RetailTechNews’ weekly roundup brings you up-to-date research findings from around the world. In this week’s edition: Buying Intent is Increasing in the UK; Mobile Consumers Will Desert Their Cart If the Experience is Flawed; and Sites Are Improving for Busy Seasons.
Buying Intent Is Increasing in the UK
In Q4 2017, UK shoppers registered the greatest buying intent seen over the last nine quarters, according to Salesforce’s Shopping Index. Almost a quarter (22%) of shoppers demonstrated a buying signal like searching, adding a product to cart, or starting a checkout, during their visit.
The number of UK visitors that ended up making a purchase in Q4 increased by 25%, while UK retailers saw a 9% increase in overall traffic year-on-year. New visits were driven by mobile, which saw a 21% increase in traffic in Q4. In fact, UK shoppers are becoming increasingly more mobile as 67% of Q4 traffic came from a mobile device. Mobile ordering is also on the rise, with 40% of Q4 orders coming from mobile.
Social continues to have a growing influence over traffic in the UK, with 4% of all traffic coming from social channels, a 33% increase over last year. The strong quarter came at a cost, however, as discount rates and free shipping peaked to 23% and 72%, respectively, leading to a slight decline in average order value and increasing margin pressure.
Mobile Consumers Will Desert Their Cart If the Experience is Flawed
Nearly four-in-10 respondents had issues entering their personal details when trying to complete a purchase on their mobile phone, which caused them to desert their cart, according to research by Addressy.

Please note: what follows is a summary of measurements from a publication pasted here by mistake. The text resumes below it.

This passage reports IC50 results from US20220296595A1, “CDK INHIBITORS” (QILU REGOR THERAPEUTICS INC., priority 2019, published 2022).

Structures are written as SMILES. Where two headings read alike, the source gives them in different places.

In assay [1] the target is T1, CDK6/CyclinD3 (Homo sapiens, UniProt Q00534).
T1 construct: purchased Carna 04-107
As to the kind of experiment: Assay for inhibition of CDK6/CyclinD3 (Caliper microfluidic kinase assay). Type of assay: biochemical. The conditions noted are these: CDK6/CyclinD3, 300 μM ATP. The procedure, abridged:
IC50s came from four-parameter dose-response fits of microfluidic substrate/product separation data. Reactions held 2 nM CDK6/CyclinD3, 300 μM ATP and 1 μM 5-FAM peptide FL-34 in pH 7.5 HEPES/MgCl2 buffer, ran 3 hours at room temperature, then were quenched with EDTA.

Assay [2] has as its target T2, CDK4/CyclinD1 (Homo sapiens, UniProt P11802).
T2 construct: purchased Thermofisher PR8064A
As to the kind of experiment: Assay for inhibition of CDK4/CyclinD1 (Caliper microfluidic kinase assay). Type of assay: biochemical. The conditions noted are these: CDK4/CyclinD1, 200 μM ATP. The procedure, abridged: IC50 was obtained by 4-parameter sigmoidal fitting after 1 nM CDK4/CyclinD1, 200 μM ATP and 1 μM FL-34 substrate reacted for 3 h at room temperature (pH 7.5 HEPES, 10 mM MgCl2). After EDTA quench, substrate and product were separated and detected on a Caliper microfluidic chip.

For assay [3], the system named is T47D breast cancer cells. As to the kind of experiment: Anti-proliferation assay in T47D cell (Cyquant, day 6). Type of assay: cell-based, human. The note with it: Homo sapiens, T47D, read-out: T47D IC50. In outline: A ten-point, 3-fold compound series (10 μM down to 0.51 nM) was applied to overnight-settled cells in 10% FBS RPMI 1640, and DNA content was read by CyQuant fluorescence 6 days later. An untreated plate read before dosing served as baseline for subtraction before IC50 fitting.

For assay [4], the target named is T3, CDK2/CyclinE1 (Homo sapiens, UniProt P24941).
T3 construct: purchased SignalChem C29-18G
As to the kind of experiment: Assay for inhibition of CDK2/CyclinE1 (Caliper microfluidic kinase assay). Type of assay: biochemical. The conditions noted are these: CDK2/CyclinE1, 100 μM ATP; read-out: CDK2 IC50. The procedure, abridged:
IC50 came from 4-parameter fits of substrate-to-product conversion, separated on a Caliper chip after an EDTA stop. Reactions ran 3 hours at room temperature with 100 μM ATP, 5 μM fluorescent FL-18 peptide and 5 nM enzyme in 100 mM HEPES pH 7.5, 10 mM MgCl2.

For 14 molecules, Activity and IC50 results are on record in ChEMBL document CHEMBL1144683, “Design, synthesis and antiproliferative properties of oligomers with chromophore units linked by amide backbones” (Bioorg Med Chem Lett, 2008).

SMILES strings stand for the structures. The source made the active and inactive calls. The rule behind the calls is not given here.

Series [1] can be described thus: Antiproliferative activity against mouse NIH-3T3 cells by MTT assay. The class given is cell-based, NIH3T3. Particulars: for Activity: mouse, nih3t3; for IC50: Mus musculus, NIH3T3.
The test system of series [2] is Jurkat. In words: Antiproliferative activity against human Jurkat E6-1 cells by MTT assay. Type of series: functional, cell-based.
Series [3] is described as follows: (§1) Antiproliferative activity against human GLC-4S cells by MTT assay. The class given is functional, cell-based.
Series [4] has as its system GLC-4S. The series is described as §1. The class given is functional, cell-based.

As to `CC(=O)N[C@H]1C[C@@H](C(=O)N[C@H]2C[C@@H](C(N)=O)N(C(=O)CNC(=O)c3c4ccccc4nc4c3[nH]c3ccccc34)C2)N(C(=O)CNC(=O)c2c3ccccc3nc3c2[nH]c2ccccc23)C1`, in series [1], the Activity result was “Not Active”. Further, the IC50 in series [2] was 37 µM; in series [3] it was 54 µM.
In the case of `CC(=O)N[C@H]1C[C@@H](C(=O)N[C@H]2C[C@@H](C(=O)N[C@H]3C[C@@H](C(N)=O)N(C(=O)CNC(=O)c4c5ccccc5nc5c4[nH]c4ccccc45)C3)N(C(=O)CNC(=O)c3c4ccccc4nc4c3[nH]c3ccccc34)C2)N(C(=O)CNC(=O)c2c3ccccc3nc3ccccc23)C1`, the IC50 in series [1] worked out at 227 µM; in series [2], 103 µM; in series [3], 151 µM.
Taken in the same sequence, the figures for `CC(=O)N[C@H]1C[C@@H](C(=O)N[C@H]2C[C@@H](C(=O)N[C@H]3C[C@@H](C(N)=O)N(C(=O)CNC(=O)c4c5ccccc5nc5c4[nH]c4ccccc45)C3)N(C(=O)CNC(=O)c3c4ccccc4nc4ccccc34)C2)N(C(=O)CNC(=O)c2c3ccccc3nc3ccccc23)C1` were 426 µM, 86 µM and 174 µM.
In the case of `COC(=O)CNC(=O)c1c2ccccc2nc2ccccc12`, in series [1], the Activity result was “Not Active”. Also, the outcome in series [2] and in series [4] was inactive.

Entering personal details is just one of several problems digital shoppers face. Some 35% of respondents said the screen wasn’t big enough to see what they were typing, and more than a quarter had issues entering their order accurately. What’s more, one-third said they lost the connection, which resulted in a loss of interest in that product.
But it isn’t always a poor mobile experience that results in an abandoned cart. For instance, a study from SaleCycle, conducted last year, asked digital shoppers worldwide why they abandoned their shopping carts. One main reason? Roughly a third said they were just looking. Another 18% wanted to compare prices, while just 4% said they did so because they experienced a technical issue.
Despite these issues, more people are shopping via mobile. According to eMarketer’s latest forecast, m-commerce sales totalled USD$1.36tn (£1tn) in 2017, making up 58.9% of digital sales – a large jump in share from 40.2% in 2015.
Sites Are Improving for Busy Seasons
Online retailers are investing heavily in holiday shopping season preparation, according to Shoppimon’s Online Health & Usability (OSHU) Index. The majority of this is done through updates and upgrades to improve site performance. This investment seems to have paid off, as between September and October of 2017 e-commerce sites on the OSHU Index saw average interactive load times drop by over 10%.
Critically, sites on the OSHU Index managed to maintain that improvement throughout the course of the holiday season, actually improving their speed. Considering the strain these sites were under from increased traffic during this crucial period, this improvement was impressive. OSHU sites closed out the holiday season and Q4 of 2017 a full 13% faster than at the end of Q3.
Shoppimon estimates that, while speed optimisation to top e-commerce sites helped increase 2017 holiday revenues by USD$1.5bn (£1.1bn), technical Issues cost these sites USD$11.8bn (£8.5bn). These technical issues included full-site downtime, broken search, and missing store pages, among other issues. This data indicates that the e-commerce industry needs to focus not just on performance and performance stability, but overall site health.